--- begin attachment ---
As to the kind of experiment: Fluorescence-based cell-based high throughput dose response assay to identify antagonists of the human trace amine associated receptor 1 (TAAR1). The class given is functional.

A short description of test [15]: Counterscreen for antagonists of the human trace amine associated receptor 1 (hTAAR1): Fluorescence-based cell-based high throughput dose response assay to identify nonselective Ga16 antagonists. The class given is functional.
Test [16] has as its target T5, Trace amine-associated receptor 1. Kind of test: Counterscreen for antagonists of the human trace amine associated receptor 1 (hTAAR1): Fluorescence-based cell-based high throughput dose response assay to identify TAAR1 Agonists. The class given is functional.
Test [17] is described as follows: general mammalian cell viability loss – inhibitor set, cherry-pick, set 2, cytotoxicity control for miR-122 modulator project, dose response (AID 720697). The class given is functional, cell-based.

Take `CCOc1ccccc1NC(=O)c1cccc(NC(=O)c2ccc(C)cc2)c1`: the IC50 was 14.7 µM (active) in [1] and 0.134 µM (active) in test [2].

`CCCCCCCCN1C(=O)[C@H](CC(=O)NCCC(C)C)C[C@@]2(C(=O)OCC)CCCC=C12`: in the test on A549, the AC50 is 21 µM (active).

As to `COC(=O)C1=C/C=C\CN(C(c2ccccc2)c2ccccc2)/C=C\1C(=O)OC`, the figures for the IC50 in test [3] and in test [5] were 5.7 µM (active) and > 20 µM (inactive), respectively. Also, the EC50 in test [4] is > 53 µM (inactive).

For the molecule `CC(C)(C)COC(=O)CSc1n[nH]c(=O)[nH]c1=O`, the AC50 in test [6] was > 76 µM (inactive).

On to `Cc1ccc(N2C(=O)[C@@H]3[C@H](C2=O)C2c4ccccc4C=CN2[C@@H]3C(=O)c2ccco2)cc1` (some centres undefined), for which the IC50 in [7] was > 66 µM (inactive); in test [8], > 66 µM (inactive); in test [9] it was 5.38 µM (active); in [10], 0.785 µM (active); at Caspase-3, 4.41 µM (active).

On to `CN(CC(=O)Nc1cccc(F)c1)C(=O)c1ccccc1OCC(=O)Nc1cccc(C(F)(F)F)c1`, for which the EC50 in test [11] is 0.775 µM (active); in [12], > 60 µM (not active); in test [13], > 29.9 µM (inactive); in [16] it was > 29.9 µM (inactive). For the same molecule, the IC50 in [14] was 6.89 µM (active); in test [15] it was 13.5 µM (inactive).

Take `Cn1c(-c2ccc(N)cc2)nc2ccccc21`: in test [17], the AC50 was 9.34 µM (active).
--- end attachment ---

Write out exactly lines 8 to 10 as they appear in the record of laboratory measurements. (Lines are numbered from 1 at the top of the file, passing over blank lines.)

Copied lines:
For the molecule `CC(C)(C)COC(=O)CSc1n[nH]c(=O)[nH]c1=O`, the AC50 in test [6] was > 76 µM (inactive).

On to `Cc1ccc(N2C(=O)[C@@H]3[C@H](C2=O)C2c4ccccc4C=CN2[C@@H]3C(=O)c2ccco2)cc1` (some centres undefined), for which the IC50 in [7] was > 66 µM (inactive); in test [8], > 66 µM (inactive); in test [9] it was 5.38 µM (active); in [10], 0.785 µM (active); at Caspase-3, 4.41 µM (active).

On to `CN(CC(=O)Nc1cccc(F)c1)C(=O)c1ccccc1OCC(=O)Nc1cccc(C(F)(F)F)c1`, for which the EC50 in test [11] is 0.775 µM (active); in [12], > 60 µM (not active); in test [13], > 29.9 µM (inactive); in [16] it was > 29.9 µM (inactive). For the same molecule, the IC50 in [14] was 6.89 µM (active); in test [15] it was 13.5 µM (inactive).